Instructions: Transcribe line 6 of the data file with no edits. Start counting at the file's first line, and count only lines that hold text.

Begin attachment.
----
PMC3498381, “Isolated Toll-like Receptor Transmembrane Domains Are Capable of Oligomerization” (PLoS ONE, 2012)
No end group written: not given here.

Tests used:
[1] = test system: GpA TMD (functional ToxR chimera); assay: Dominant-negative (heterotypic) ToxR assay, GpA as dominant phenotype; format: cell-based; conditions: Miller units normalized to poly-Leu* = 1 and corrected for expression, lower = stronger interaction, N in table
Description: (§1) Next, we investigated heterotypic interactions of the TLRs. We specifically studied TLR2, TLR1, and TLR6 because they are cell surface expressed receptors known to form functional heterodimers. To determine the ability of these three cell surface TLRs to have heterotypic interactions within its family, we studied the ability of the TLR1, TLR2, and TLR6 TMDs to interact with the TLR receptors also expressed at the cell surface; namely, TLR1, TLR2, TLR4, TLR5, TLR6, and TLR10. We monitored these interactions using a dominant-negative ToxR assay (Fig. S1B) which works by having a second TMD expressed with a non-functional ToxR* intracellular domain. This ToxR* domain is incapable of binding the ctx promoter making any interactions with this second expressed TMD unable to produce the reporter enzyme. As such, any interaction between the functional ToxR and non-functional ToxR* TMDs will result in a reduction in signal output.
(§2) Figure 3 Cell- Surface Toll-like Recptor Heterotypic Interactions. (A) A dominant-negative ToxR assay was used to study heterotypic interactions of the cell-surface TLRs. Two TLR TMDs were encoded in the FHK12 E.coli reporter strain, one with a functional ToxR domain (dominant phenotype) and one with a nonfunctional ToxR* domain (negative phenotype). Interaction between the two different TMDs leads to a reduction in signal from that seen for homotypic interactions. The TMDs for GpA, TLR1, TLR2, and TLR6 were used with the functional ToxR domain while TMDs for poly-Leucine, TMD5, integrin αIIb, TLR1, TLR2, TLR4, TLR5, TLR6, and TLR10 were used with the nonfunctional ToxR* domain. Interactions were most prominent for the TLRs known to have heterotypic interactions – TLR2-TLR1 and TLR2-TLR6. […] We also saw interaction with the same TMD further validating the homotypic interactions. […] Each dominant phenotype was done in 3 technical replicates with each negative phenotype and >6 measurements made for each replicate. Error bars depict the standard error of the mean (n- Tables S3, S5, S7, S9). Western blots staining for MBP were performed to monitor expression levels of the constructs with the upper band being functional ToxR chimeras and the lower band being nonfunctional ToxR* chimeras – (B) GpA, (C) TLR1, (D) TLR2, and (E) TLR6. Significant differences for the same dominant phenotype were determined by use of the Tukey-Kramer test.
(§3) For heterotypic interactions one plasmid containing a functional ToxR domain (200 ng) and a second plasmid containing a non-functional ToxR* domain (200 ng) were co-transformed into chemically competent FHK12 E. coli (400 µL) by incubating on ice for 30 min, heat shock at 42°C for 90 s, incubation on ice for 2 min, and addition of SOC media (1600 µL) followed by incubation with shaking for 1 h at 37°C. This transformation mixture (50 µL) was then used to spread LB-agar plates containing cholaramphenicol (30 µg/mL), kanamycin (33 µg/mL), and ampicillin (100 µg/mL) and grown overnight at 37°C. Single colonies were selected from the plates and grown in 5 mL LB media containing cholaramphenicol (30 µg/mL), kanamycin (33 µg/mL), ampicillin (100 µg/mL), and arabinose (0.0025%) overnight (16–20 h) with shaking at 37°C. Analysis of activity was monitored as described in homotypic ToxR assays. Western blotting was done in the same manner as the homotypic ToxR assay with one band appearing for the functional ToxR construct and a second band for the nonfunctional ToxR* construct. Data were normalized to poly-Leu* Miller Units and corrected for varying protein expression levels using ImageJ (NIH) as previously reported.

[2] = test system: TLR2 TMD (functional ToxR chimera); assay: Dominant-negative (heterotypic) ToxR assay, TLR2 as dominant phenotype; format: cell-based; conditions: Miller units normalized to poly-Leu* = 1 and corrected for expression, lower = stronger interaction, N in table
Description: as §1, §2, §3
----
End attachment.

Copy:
(§2) Figure 3 Cell- Surface Toll-like Recptor Heterotypic Interactions. (A) A dominant-negative ToxR assay was used to study heterotypic interactions of the cell-surface TLRs. Two TLR TMDs were encoded in the FHK12 E.coli reporter strain, one with a functional ToxR domain (dominant phenotype) and one with a nonfunctional ToxR* domain (negative phenotype). Interaction between the two different TMDs leads to a reduction in signal from that seen for homotypic interactions. The TMDs for GpA, TLR1, TLR2, and TLR6 were used with the functional ToxR domain while TMDs for poly-Leucine, TMD5, integrin αIIb, TLR1, TLR2, TLR4, TLR5, TLR6, and TLR10 were used with the nonfunctional ToxR* domain. Interactions were most prominent for the TLRs known to have heterotypic interactions – TLR2-TLR1 and TLR2-TLR6. […] We also saw interaction with the same TMD further validating the homotypic interactions. […] Each dominant phenotype was done in 3 technical replicates with each negative phenotype and >6 measurements made for each replicate. Error bars depict the standard error of the mean (n- Tables S3, S5, S7, S9). Western blots staining for MBP were performed to monitor expression levels of the constructs with the upper band being functional ToxR chimeras and the lower band being nonfunctional ToxR* chimeras – (B) GpA, (C) TLR1, (D) TLR2, and (E) TLR6. Significant differences for the same dominant phenotype were determined by use of the Tukey-Kramer test.